An ownership revolution in public services?
Cuts to services are hurting older and disabled people. But as well as highlighting and debating the effects of austerity on public services, there is an urgent need for us all to engage in a new debate about who should control those services. Whereas previous debates have focused on whether control should rest with public sector or private sector bureaucracies, this debate is all about people power.
The introduction of Direct Payments and personal budgets in social care give both a glimpse of what's possible when people get control of state resources and a good guide to what can get in the way of real change in public service culture.
A significant (but still too-small) group of people who use Direct Payments (direct control over a cash allocation, given in lieu of receiving the support to which a person would otherwise be entitled) are able to hire and fire their own team of personal assistants (PAs) and to shape their own system of support. People with a pessimistic view of human nature in general, or of people with support needs in particular, once argued that this would lead to people frittering their allocation on luxuries (it didn't) and many still argue that it leads to individualism and pulls against collectivism and joined-up services. However, people have often proved to be better integrators than services, and generally much more creative. Becoming an employer has helped people gain new skills, take on educational opportunities, get a job, take part in family and community life and become active, contributing citizens, no more or less selfishly than any of us. Others have used money to help them access mainstream services such as leisure centres, as a way of joining community life and some have invested their budgets in funding shared services and starting up small enterprises which can benefit the local community.
How can we make this work for more people who need to turn to the social care system? Clearly it is not just a matter of having some money. We know that self-funders - that is to say people who pay for their own care and support - often end up paying for the most institutionalising of options, notably residential care. What really seems to make this work is having the support of people with shared experience offering information, advice and sometimes advocacy to highlight what can be possible and to give others the confidence that comes from hearing, 'if I could do it, so could you'.
There are lots of answers to this question of improving the care system, but one which is little-explored is to concentrate on increasing the ownership of care services by people who use them. Direct Payments can help achieve this when people have a large and stable enough allocation to become the employer of their own staff. But many people have much smaller allocations or less stable entitlements (because their support needs fluctuate). They may find themselves consumers of services offered by organisations in which they have no stake and over which they have little control. This can be particularly limiting when someone has support needs which are uncommon so there are few suitable providers from which to choose, or needs which are as much social as physical, making it even more important that services are personally designed by people who have a deep understanding of the individual and their informal networks of support, and who are prepared to organise the service in support of that often fragile support ecosystem.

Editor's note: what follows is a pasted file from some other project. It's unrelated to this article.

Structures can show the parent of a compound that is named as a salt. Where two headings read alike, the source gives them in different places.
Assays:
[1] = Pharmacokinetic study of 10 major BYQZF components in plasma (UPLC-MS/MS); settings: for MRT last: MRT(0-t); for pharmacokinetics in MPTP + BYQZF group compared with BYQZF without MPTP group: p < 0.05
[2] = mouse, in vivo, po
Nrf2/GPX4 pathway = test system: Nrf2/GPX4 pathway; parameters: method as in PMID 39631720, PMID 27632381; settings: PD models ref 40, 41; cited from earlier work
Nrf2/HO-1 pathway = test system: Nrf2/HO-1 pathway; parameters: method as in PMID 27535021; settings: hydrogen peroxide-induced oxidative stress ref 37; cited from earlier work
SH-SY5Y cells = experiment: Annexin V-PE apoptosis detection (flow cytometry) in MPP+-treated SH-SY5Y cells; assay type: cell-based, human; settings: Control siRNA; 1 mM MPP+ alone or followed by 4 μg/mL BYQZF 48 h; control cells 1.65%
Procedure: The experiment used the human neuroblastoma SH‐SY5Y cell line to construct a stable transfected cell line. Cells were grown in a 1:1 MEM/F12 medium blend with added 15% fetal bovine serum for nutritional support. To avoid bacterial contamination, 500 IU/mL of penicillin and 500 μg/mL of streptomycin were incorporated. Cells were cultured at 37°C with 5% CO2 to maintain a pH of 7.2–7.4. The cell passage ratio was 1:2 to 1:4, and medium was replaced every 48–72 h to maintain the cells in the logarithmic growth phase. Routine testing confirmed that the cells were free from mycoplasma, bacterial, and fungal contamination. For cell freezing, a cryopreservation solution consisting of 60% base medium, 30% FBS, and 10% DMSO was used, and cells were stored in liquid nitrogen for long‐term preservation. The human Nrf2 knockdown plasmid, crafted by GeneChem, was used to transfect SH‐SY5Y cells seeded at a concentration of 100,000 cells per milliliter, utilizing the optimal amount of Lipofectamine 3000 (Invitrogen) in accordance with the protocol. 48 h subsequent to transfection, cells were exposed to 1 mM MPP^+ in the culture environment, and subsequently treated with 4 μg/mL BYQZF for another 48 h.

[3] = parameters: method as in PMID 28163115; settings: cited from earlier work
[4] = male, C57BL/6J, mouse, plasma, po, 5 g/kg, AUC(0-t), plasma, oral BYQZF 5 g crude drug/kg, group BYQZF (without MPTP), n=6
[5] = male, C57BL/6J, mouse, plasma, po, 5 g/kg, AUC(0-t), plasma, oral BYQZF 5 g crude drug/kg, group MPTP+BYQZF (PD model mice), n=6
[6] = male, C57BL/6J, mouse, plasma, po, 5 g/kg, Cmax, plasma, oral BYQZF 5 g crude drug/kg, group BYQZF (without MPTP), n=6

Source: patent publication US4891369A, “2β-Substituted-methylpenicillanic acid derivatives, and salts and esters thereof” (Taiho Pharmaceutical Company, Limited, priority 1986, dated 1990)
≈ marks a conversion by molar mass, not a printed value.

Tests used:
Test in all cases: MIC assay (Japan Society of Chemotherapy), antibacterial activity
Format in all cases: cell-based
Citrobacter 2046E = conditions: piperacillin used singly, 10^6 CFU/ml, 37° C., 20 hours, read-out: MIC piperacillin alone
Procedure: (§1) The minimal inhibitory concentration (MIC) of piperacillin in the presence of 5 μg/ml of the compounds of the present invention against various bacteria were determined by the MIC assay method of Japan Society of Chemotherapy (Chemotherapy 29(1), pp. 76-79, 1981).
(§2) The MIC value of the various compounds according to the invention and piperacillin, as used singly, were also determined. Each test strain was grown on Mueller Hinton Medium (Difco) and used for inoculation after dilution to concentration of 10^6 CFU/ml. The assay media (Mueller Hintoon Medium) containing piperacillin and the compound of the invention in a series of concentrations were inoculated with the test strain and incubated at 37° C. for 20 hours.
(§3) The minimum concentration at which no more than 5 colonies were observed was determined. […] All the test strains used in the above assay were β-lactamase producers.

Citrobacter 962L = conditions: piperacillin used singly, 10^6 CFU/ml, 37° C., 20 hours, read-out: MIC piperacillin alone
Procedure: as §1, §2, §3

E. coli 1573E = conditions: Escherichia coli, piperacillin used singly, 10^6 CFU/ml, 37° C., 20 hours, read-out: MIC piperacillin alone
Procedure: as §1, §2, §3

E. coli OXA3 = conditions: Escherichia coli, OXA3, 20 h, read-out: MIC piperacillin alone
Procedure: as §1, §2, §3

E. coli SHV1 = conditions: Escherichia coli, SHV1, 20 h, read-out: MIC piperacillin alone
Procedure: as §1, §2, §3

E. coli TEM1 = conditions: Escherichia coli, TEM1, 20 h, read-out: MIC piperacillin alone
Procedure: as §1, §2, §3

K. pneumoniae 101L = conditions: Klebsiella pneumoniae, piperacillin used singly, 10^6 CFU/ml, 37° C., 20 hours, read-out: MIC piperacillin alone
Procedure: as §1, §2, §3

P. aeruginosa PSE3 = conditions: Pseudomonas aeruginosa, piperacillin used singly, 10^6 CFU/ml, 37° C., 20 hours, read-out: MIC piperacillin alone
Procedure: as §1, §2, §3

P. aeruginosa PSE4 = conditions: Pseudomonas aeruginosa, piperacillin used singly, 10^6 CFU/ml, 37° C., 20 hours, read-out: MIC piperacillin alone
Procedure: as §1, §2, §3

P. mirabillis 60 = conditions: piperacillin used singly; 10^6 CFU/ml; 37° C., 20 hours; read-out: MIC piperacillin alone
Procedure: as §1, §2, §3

Whilst there are hundreds of user-led organisations (ULOs) which are set up and run by people with direct experience of disability, mental health problems and so on, we need to see many more ULOs directly providing support services. The evidence shows that these are particularly valued by those who access them.
Another important approach is to encourage 'user driven' commissioning. Instead of traditional bulk purchase and block grants, this is based on a real model of 'co-production' with commissioners and service users and their organisations developing partnerships to match provision more closely to the unique needs of each service user, developing more user-friendly and flexible methods of commissioning. (opens new window)
Some people have achieved this sense of shared ownership and responsibility through gathering into small groups and co-designing tiny 'micro-enterprises', which deliver the particular mix of support and relationships which a small group of like-minded people are looking for. Most micro-enterprises have found that too many restrictions are imposed upon the use of managed personal budgets to allow individuals to spend their money this creatively, so currently most participants have been Direct Payment holders.
These innovations are scarce at present but they carry a lesson in the power of mutualism which could be learned by more traditional and larger-scale providers, particularly those which aspire to be values-led. An ownership revolution in public services which looks beyond private ownership versus public ownership, to insist on ownership which is shared between face-to-face workers and people who use services, would be one way to answer the charges of consumerism and failure to transfer power which have beset personalisation since its inception.
An edited version (opens new window) of this article appeared on the Local Government Chronicle website, 14 May 2014.